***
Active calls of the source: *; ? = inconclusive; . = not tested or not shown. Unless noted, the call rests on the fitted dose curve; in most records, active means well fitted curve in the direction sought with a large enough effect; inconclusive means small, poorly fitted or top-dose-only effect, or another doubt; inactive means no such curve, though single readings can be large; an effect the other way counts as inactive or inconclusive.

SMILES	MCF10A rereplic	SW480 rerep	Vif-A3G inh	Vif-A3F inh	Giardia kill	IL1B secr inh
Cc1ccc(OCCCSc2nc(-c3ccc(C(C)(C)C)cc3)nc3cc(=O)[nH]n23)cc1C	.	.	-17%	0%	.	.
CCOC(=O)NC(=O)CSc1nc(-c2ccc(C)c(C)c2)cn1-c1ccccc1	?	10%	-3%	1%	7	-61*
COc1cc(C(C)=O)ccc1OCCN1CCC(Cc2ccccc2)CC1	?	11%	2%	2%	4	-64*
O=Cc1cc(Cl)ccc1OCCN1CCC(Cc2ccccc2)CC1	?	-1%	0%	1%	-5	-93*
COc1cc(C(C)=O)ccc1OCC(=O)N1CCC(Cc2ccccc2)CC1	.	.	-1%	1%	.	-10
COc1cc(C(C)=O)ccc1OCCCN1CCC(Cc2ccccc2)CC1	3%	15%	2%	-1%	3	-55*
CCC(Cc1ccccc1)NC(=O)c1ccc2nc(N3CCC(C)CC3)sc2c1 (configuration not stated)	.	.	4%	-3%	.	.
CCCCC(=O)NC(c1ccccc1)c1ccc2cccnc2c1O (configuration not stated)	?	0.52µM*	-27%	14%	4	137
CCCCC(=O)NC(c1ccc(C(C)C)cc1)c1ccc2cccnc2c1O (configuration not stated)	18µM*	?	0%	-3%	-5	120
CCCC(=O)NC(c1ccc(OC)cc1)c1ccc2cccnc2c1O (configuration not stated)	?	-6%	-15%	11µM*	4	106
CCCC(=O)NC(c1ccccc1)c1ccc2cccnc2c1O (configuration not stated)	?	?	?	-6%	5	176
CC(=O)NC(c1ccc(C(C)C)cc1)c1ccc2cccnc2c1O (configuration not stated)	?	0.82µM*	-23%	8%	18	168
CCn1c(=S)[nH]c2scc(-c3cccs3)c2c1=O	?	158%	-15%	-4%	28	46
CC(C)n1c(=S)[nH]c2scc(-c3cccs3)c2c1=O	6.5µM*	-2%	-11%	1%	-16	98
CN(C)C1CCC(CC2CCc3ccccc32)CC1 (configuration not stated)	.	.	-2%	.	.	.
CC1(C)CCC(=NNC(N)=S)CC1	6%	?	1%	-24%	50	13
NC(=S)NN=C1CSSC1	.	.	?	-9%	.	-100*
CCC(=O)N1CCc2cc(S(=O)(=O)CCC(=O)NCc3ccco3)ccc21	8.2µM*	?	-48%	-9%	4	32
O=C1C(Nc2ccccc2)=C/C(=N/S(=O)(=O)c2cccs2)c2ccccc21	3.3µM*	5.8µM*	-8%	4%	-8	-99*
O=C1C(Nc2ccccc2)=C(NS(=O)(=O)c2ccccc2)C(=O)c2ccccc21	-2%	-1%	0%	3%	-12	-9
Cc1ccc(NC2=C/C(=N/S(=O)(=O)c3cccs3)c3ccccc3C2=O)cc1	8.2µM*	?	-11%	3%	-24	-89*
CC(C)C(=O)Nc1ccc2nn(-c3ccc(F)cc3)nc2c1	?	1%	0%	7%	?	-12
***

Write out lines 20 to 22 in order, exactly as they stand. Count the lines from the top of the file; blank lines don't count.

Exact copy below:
CCC(=O)N1CCc2cc(S(=O)(=O)CCC(=O)NCc3ccco3)ccc21	8.2µM*	?	-48%	-9%	4	32
O=C1C(Nc2ccccc2)=C/C(=N/S(=O)(=O)c2cccs2)c2ccccc21	3.3µM*	5.8µM*	-8%	4%	-8	-99*
O=C1C(Nc2ccccc2)=C(NS(=O)(=O)c2ccccc2)C(=O)c2ccccc21	-2%	-1%	0%	3%	-12	-9